Better days ahead for QB

Circumstances hinder evaluation of Aaron Rodgers

Aaron Rodgers' line from Thursday's exhibition opener against the San Diego Chargers wasn't pretty. But neither were some of the circumstances under which he played at Lambeau Field.

Hey, nobody said it was going to be easy for the Packers' first-round draft pick. Throughout training camp he has very patiently dealt with the media on being Brett Favre's heir apparent, a huge act to follow some day. Rodgers got an immediate taste of following Favre midway through the second quarter. The future Hall of Fame quarterback directed the Packers on an 80-yard scoring drive, completing 7 of 8 passes, including a 23-yard scoring strike to wide receiver Donald Driver.

That drive was enough for coach Mike Sherman to take Favre out and give Rodgers his first live action with the Packers.

Rodgers entered the game under less than ideal conditions. A steady rain kept the ball and field fairly slick, and it wasn't long before the earpiece in his helmet malfunctioned. That made it impossible to hear the plays that were being called by Packers coaches. His first drive as a Packer: a three and out.

"My helmet conked out twice, couldn't hear anything twice, got stepped on - that was embarrassing - but other than that," Rodgers said with a smile afterward. "We tried to do some things and get some penalties, try to draw them offsides, and I made some good decisions. I don't want to make any excuses about the wet ball or wet conditions, but I was a little bit off with the throws. It was a good learning experience, though."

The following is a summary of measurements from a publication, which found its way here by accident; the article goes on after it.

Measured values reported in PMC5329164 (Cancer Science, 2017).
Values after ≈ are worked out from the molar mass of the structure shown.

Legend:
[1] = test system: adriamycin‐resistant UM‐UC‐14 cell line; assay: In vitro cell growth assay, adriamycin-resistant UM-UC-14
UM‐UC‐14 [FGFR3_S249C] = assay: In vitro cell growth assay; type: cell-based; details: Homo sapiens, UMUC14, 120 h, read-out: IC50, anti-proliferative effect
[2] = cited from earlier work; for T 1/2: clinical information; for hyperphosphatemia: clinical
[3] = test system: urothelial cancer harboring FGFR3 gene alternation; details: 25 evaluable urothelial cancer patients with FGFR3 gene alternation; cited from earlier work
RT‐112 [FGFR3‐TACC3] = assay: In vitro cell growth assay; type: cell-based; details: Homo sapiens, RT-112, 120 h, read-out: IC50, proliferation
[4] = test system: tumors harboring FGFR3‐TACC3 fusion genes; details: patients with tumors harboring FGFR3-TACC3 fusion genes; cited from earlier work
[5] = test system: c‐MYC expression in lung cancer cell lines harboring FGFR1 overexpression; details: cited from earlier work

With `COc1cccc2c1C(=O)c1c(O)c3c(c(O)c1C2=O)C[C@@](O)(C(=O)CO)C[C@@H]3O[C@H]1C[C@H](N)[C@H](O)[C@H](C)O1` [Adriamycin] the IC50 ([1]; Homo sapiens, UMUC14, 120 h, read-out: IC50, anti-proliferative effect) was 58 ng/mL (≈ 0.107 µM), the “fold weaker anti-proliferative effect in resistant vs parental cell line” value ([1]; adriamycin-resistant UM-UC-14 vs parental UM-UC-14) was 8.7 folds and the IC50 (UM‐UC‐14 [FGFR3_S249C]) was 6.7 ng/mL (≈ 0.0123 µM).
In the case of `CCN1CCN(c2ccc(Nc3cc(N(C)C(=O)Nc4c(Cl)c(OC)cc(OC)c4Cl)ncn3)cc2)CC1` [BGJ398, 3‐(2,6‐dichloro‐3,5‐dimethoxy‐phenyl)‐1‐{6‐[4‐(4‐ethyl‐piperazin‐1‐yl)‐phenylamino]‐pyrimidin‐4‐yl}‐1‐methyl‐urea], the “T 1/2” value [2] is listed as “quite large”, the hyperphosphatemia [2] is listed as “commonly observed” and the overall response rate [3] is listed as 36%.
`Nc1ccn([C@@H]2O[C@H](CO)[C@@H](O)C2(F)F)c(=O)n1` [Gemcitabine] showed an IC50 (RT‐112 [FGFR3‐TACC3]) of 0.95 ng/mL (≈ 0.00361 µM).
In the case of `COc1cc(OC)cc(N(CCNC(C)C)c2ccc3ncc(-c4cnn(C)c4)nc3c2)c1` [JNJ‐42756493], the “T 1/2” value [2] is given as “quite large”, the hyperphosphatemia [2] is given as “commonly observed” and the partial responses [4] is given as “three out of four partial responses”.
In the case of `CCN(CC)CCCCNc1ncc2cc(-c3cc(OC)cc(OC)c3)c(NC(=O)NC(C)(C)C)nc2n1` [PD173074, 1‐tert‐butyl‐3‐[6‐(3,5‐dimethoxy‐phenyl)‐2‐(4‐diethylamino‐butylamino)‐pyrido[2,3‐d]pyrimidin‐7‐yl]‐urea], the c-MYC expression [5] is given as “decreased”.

Rodgers was replaced by Craig Nall after his first series late in the second quarter while his helmet was getting repaired. He re-entered the game in the third quarter and wound up wearing Nall and Favre's helmets at different times in order to hear the plays. Rodgers finished the game by completing 2 of 6 passes for 7 yards and a 42.4 passer rating.

"I looked over at the sidelines and (Quarterbacks coach Darrell) Bevell was talking, I just couldn't hear anything," Rodgers said. "So a couple times, I called my own play, which is kind of fun for the first time. I'm so used to being told what to call. I had to put on Brett's helmet for a while and then I finished the game with Craig Nall's helmet."

Give the rookie an incomplete on this one. Despite the fact that he has looked pretty sharp passing the ball in training camp, more than 62,000 Packers fans at the game and millions more watching on the national cable TV broadcast couldn't tell. Rodgers did on a few occasions show his ability to scramble and run. His quickness is a refreshing site.

"With a young group of linemen out there and, at different times, a young group of receivers, it's a difficult evaluation," Sherman said. "As good as Brett (Favre) is, it would be tough sometimes for him to be in similar situations. So it was a tough analysis. He knew what we were doing, but he kind of had a tough time because his helmet went haywire on him. ... He never really got a flow going, but he didn't do anything to disappoint me at all. It's tough being the backup quarterback in preseason."

Rodgers will get more chances, beginning this Saturday in Buffalo. Hopefully under drier conditions and with a helmet that works.

Thus far, Rodgers clearly has showed in practices that he has a good command of the offense and is worthy of being Favre's backup this season ahead of Nall and J.T. O'Sullivan. Now he has to prove it in preseason games.

As for Thursday's outing, Rodgers will have plenty to laugh about some day when looking back on his debut.

Todd Korth

Note: Todd Korth is managing editor of Packer Report and E-mail him with your comments at

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